One of my favorite movie lines, from "A League of Their Own," is when Tom Hanks is talking to Geena Davis about baseball:
"It's supposed to be hard. If it wasn't hard, everybody would do it; it's the hard that makes it great."
But sometimes things just seem too hard. Things. Like moving forward, or believing in a cause, or doing what we feel is right even when others shout we're not. We contend with the naysayers, codgers who sit around and throw rocks at any idea because...well, truthfully I don't know why the rock-throwers throw. Is it because they really feel a project will be a failure, or is it because they want to see the project fail? Because, for some unfathomable reason, they enjoy watching other people do poorly since they themselves have accomplished so little?
I've said the following to many people in the last two weeks: My nickname, as a kid, was Stick-In-The-Mud, coined by my dad. Even as a child, when I was told I couldn't do something, I dug in. I said, "Oh really?" and forged ahead. Many times I succeeded, and sometimes I failed because, of course, everybody does. But what I never did was stop trying.
As reported on this blog last week, word came out recently that two historic buildings in my town were under threat of destruction, to be replaced by a convenience store and gas station. One of the buildings, the former Sherburne Inn, was causing most of the controversy. There were many sides to this issue. Some people said, "Good, that building is a mess and should be torn down." Others waffled: "Well, it's too bad, would be nice if the building could be brought back, but maybe progress is better." Still others, a group of which I was a part, said "No. Let's not knock down yet another historic building. Let's see what we, as a community, can do."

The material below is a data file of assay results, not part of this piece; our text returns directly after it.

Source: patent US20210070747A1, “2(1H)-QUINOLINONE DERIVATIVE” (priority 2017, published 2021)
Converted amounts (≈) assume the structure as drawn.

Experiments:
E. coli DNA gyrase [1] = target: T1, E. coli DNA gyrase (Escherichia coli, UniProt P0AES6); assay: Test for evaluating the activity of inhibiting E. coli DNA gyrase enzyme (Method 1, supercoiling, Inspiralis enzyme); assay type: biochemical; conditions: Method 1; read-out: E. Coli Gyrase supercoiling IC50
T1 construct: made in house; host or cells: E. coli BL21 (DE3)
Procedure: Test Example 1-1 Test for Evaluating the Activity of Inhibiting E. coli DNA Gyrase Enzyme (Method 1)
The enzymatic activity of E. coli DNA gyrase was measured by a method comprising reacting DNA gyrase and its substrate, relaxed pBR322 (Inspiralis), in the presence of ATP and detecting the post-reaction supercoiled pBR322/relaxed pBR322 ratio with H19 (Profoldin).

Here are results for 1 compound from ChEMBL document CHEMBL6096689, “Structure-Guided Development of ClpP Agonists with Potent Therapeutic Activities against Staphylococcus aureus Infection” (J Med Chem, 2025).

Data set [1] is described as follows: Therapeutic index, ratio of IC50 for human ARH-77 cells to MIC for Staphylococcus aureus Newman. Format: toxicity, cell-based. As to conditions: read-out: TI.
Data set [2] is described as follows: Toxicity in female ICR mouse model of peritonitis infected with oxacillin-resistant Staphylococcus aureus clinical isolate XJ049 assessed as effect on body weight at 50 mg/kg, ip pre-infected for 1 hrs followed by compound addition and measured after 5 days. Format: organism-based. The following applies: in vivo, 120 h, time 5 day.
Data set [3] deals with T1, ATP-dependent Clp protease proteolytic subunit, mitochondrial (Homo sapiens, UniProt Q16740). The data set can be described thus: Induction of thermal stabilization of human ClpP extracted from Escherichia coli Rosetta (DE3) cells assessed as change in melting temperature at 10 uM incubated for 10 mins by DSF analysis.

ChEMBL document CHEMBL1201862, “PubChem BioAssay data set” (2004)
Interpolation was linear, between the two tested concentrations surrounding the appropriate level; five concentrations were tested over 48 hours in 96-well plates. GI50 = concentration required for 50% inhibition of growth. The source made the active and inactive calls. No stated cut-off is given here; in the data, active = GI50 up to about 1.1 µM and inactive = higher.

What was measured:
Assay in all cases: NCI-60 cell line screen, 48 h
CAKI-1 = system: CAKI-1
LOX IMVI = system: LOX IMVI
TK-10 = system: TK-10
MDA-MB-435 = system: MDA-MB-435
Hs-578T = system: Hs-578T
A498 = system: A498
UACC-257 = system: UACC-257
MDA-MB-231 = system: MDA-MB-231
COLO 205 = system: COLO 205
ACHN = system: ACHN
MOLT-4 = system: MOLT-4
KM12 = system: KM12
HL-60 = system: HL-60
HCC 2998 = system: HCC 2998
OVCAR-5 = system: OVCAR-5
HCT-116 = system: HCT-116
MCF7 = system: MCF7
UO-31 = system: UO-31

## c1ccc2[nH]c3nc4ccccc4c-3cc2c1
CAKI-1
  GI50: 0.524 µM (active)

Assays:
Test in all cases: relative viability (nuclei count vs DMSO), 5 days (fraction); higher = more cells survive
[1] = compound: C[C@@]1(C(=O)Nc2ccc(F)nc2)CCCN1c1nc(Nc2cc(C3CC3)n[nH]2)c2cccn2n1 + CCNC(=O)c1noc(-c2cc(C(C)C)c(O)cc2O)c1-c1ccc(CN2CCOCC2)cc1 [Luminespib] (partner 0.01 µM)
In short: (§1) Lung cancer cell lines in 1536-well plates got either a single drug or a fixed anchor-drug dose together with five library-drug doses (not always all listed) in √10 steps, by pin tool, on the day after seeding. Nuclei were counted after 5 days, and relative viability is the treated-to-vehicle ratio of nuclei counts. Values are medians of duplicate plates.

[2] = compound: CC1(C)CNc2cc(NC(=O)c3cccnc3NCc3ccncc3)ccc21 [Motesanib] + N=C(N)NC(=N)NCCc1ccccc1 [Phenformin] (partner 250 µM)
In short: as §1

The owner of the building, Jim Webb of Sherburne, bought the Inn some years ago with the idea to renovate and reopen. And then, like so many of us, Jim felt the pinch of the economy. In the opinion of many, Jim has thus far saved the building from another person or corporation coming along and tearing it down. He was unable to bring to fruition his original plan and so the buliding has sat idle and dark, a sad reminder on the anchor corner of this village of just how hard times have been. Everyone on all sides of this issue agrees on one point: the Inn, in its current condition, is an eyesore.
Last week a group of concerned citizens -- preservationists all -- met with Jim to discuss the prospect of the Inn and its adjacent building being torn down. The meeting was civilized and productive. Each person present understood the perspective of others: Jim's financial interest coupled with his resistance to razing the Inn; and our interest in preserving, if possible, this historical though (at the moment) not terribly attractive structure. Thanks to our concern, Jim cracked open the door: he gave us a week to raise a substantial down payment, and until the end of the year to raise the rest to purchase both buildings. We tried to raise the down payment. Thanks to people in this village and those who don't live here but who still have a connection to Sherburne, we got close as the deadline arrived. But we failed.